At the societal level, distal costs follow from proximal opportunities that were missed to intervene and reduce burden of illness. For example, end-stage renal disease may result from longstanding poorly controlled diabetes. The highly morbid and highly costly condition could potentially be avoided with access to indicated services and effective management of diabetes. Without screening, cancers may not be detected until they grow large or metastasize to distant sites and cause symptoms. Such late stage cancers are usually associated with more limited treatment options and poorer survival. Minorities and persons of lower socioeconomic status are less likely to receive cancer screening services and more likely to have late stage cancer when the disease is diagnosed.

Persons with diabetes of lower socioeconomic position are less likely to receive recommended diabetic services and more likely to be hospitalized for diabetes and its complications. Many racial and ethnic minorities and persons of lower socioeconomic position are less likely to receive recommended immunizations for influenza and pneumococcal pneumonia, the most common type of pneumonia. Once hospitalized, some ethnic and racial minorities, as well as lower income patients, suffer worse quality of care for pneumonia. These differential rates of vaccination and hospitalization present opportunities for provider-based and community-based interventions to reduce disparities.

Differential access may lead to disparities in quality Access to healthcare is an important prerequisite to obtaining quality care. Some access barriers, whether perceived or actual, can result in adverse health outcomes. Patients may perceive barriers to delay seeking needed care, resulting in presentation of illness at a later, less treatable stage of illness. For example, a usual source of care can serve as a navigator to the healthcare system and an advocate to obtain needed evidence-based preventive and health care services.  Of the major measures of access, the lack of health insurance has significant consequences.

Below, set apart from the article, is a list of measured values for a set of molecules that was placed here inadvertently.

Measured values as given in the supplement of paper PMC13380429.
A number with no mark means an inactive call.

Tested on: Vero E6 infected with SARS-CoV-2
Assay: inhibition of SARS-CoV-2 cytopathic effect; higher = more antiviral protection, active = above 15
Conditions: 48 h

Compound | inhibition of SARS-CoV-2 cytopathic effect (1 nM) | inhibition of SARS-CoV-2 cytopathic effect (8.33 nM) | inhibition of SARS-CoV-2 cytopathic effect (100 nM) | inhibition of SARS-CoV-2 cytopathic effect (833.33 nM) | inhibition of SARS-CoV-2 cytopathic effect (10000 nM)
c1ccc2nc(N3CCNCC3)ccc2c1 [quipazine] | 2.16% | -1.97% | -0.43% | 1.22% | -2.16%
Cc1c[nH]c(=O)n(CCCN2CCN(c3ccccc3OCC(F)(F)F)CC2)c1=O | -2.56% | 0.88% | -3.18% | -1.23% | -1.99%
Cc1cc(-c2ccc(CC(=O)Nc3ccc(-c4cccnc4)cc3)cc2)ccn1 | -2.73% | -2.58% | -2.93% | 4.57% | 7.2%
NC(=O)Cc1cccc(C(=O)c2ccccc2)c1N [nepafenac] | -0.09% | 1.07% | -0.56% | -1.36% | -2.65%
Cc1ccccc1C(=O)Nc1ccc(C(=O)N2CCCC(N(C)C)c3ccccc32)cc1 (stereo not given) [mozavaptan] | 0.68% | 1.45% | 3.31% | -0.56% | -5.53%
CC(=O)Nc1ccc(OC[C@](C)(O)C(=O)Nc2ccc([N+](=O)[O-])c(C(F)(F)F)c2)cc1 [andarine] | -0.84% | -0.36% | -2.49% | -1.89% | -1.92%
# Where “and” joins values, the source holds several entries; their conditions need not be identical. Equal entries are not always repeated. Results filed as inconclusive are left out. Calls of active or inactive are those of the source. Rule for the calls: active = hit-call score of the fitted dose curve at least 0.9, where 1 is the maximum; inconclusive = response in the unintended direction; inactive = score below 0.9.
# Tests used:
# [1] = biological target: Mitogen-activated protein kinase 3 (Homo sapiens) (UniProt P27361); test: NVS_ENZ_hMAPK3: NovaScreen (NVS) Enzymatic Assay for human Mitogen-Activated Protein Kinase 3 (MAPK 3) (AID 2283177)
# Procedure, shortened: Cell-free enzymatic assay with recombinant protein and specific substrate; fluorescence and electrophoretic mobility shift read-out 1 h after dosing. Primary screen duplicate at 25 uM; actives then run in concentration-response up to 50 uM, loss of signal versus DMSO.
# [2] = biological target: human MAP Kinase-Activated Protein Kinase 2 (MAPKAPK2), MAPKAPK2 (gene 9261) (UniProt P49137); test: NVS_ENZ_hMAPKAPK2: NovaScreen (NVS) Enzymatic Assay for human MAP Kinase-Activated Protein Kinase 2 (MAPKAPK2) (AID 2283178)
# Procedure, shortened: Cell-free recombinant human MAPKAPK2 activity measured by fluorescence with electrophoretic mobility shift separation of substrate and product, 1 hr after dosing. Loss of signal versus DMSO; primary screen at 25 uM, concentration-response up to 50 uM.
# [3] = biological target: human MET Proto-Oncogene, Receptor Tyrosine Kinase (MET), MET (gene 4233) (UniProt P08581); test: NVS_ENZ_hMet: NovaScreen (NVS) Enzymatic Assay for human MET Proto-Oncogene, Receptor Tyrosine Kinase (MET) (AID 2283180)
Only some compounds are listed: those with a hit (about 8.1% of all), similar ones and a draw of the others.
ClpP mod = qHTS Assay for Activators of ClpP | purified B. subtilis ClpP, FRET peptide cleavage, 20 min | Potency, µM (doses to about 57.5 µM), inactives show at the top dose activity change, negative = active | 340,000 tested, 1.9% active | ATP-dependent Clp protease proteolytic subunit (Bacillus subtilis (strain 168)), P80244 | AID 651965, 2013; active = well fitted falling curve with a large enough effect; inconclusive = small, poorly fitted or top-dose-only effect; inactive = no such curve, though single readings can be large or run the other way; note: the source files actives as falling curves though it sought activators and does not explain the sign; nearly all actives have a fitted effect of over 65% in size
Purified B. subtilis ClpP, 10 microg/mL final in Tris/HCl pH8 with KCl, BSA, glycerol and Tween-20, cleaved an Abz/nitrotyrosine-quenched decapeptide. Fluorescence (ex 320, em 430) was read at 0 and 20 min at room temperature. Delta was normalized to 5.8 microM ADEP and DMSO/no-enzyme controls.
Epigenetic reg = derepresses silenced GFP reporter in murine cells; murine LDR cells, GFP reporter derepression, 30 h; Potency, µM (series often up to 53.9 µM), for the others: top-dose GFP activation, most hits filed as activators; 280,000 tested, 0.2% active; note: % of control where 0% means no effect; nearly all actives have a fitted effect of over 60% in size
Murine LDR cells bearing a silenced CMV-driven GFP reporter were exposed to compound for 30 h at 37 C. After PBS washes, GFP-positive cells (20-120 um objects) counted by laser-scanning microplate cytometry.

Avoidable hospitalizations are a good example of the link between access and disparities in quality of care. These hospitalizations may reflect, in part, the adequacy of primary care. When health care needs are not met by the primary health care system, rates of avoidable admissions may rise. In contrast, perceived problems with specialty referral do not have clear clinical consequences.

Many racial and ethnic minorities and individuals of lower socioeconomic status are less likely to have a usual source of care. Hispanics and people of lower socioeconomic status are more likely to report unmet health care needs While most of the population has health insurance, racial and ethnic minorities are less likely to report health insurance compared with whites.

income persons are also less likely to report insurance compared with higher income persons. Higher rates of avoidable admissions by blacks and lower socioeconomic position persons may be explained, in part, by lower receipt of routine care by these populations.